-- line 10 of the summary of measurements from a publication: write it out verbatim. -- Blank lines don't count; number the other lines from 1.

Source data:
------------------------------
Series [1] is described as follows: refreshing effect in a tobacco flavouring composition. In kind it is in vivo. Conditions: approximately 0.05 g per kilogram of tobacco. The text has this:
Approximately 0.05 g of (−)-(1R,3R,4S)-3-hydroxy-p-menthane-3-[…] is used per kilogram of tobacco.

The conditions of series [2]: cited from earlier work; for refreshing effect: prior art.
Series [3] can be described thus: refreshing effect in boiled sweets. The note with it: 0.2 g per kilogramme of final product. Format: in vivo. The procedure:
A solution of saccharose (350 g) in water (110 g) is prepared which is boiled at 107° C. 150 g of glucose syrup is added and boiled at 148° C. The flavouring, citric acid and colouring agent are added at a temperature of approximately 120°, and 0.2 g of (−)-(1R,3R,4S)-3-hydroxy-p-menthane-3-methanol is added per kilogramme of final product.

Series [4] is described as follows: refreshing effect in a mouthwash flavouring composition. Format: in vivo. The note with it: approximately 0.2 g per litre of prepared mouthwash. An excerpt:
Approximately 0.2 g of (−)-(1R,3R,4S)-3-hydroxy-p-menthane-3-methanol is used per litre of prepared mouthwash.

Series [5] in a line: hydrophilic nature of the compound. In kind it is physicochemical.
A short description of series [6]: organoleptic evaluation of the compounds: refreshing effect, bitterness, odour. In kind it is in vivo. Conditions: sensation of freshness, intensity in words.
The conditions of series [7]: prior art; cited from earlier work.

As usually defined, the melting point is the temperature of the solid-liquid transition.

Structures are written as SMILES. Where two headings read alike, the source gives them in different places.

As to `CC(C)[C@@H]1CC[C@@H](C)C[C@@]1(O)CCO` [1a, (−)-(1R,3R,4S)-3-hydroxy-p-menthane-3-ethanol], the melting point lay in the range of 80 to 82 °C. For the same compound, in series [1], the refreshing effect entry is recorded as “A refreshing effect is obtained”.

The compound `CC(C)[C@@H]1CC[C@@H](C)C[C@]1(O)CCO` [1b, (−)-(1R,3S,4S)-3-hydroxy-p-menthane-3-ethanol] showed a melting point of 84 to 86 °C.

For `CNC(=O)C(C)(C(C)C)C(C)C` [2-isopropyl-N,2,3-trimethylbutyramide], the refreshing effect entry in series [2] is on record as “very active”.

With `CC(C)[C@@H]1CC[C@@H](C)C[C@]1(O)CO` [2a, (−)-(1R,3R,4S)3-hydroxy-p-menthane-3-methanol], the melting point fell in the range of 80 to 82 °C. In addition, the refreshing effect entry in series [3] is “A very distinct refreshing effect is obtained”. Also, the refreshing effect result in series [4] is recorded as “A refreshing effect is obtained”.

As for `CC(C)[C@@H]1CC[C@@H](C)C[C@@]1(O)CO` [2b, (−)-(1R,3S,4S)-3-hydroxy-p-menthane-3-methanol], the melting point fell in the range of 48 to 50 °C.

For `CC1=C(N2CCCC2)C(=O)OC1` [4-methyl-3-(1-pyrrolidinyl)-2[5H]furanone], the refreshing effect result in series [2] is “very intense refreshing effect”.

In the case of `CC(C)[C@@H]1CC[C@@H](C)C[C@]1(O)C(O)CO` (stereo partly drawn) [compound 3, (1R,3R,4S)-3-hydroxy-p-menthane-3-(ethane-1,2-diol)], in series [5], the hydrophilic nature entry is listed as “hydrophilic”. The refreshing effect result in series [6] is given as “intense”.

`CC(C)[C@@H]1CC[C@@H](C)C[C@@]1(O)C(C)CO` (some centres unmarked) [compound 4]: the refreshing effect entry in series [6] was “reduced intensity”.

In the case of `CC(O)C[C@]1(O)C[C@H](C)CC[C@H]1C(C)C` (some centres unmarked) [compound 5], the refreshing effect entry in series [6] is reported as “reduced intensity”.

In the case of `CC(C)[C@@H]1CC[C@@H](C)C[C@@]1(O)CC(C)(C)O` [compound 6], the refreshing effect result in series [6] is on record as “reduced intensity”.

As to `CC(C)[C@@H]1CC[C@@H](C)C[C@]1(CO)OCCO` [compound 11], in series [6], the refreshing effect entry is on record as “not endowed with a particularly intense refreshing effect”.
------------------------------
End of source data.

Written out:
The conditions of series [7]: prior art; cited from earlier work.